According to research by the Barna Group, while nearly 4 out of 5 Americans consider themselves to be Christian, less than half of those (47%) attend church on a regular basis.  If you dig deeper, some research even suggests that those numbers are significantly lower (25%).  So why am I one of those 25% who attend church regularly? What do I gain from Church that makes it one of the most valuable things in my life??

1. Increased Knowledge
I don't know about you, but I didn't graduate from Seminary.  Even if I did graduate from Seminary, there is always something new to learn from the Scriptures because they are: "God-breathed and is useful for teaching, rebuking, correcting and training in righteousness..." (2 Tim 3:16) The Word of God is also "alive and active. Sharper than any double-edged sword, it penetrates even to dividing soul and spirit, joints and marrow; it judges the thoughts and attitudes of the heart." (Heb. 4:12).  While I can read and learn from the Bible at home, it helps to discuss and to learn from those who make it their life work to study and understand the Scriptures, people like Pastors, who then impart that knowledge to the rest of us.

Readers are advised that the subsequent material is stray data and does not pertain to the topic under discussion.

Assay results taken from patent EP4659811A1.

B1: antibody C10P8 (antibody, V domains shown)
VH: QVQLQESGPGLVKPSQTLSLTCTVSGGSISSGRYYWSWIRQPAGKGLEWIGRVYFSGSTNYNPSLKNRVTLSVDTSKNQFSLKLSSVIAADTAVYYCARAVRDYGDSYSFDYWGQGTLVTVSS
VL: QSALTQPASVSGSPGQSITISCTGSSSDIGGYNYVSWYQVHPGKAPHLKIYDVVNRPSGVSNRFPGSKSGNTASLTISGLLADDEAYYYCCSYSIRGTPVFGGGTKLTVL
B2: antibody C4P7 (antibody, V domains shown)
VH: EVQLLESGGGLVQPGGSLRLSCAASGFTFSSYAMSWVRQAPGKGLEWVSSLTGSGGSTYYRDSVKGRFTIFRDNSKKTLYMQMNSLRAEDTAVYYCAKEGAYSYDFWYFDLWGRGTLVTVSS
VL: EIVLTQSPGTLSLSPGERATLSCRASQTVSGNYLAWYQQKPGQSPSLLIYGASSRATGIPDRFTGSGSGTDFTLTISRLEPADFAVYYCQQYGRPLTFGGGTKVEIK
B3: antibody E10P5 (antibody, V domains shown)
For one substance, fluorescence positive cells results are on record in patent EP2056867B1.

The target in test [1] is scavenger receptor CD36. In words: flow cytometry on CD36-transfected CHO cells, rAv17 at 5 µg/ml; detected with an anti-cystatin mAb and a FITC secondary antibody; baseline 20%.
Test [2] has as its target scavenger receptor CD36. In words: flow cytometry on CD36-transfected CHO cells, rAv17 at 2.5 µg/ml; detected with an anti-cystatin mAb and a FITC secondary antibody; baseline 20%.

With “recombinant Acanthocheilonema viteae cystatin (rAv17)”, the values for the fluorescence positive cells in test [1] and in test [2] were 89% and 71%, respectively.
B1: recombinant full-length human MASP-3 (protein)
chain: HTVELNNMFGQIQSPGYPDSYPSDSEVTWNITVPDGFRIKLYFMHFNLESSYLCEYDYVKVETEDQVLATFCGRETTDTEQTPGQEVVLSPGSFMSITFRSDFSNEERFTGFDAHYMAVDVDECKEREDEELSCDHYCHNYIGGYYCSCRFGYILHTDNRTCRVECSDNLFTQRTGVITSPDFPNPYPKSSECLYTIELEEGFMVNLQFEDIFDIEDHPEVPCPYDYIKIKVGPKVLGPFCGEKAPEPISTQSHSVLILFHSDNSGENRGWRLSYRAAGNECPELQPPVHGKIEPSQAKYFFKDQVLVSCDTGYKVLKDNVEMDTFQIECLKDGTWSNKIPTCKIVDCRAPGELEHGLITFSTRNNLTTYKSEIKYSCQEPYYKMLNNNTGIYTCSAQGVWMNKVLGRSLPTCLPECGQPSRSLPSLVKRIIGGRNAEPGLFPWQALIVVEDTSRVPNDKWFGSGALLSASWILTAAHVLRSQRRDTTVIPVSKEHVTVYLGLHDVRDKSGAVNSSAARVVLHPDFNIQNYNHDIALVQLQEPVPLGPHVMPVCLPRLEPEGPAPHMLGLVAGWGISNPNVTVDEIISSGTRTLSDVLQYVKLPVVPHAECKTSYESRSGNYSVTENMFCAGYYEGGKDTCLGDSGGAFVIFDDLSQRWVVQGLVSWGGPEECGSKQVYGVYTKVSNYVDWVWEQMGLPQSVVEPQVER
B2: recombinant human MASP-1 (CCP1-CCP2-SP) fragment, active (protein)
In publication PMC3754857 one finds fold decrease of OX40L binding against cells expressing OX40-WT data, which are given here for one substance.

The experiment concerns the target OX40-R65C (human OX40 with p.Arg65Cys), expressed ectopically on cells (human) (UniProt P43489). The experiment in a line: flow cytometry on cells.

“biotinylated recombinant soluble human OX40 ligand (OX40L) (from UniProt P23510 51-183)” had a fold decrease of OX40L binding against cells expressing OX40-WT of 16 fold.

2. Worshiping with other believers
The best analogy for this is that it is like exercise.  We can absolutely work out at home, alone.  But, sometimes, working out at a gym, in a class or with a friend, gives us a little more of a push to do more.  In the same way, though we can worship God in the privacy of our own home (or car), meeting with other believers to worship through singing, prayer and the study of scripture, pushes us to do more.  In reality, most of us lack the discipline to pray and sing for an hour or two when we are by ourselves, yet put us in a Sanctuary and we do it effortlessly.  The power of numbers is also more effective with prayer: "Again, truly I tell you that if two of you on earth agree about anything they ask for, it will be done for them by my Father in heaven." (Matt 18:19).  All good reasons to be going to church weekly.

3. Fellowship with other believers
God commands us to spend time meeting together with other believers because, "in Christ we, though many, form one body, and each member belongs to all the others." (Rom 12:5).  Hebrews 10:24-25 says "And let us consider how we may spur one another on toward love and good deeds, not giving up meeting together, as some are in the habit of doing, but encouraging one another—and all the more as you see the Day approaching."